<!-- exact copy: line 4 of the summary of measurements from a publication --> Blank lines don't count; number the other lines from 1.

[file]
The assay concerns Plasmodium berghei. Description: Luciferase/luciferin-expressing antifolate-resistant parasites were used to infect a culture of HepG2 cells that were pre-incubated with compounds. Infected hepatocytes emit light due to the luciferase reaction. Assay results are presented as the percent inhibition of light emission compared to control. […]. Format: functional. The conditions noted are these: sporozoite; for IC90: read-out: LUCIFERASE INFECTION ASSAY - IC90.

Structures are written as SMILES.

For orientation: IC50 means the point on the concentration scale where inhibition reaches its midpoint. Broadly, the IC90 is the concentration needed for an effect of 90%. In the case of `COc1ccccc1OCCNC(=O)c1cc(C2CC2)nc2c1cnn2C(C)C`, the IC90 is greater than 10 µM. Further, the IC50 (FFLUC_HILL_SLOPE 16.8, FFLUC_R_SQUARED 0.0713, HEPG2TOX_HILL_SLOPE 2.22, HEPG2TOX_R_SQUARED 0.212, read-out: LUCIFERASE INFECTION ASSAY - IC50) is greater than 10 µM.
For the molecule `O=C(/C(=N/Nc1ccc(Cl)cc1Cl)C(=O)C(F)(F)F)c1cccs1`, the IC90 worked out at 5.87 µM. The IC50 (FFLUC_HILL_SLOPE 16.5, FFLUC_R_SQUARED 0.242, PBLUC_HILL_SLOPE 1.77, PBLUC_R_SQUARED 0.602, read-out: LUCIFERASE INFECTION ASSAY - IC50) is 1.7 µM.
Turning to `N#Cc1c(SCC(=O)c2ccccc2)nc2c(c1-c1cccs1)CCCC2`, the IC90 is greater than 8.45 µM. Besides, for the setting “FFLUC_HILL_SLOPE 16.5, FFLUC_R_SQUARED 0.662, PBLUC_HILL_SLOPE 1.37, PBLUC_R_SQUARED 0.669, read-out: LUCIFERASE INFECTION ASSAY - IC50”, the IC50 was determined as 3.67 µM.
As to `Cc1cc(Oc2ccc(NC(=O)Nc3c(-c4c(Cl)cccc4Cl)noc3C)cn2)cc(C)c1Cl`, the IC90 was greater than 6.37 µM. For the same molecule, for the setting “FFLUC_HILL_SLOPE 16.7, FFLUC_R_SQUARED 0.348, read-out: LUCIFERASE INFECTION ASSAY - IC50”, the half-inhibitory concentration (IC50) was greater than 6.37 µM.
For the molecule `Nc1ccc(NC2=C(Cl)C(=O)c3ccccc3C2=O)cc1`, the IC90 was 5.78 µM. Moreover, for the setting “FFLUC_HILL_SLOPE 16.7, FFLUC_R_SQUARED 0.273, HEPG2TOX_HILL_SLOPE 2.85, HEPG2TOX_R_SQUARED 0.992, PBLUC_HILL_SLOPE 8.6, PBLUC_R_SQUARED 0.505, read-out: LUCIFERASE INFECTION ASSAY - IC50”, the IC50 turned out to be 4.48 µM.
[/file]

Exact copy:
For the molecule `O=C(/C(=N/Nc1ccc(Cl)cc1Cl)C(=O)C(F)(F)F)c1cccs1`, the IC90 worked out at 5.87 µM. The IC50 (FFLUC_HILL_SLOPE 16.5, FFLUC_R_SQUARED 0.242, PBLUC_HILL_SLOPE 1.77, PBLUC_R_SQUARED 0.602, read-out: LUCIFERASE INFECTION ASSAY - IC50) is 1.7 µM.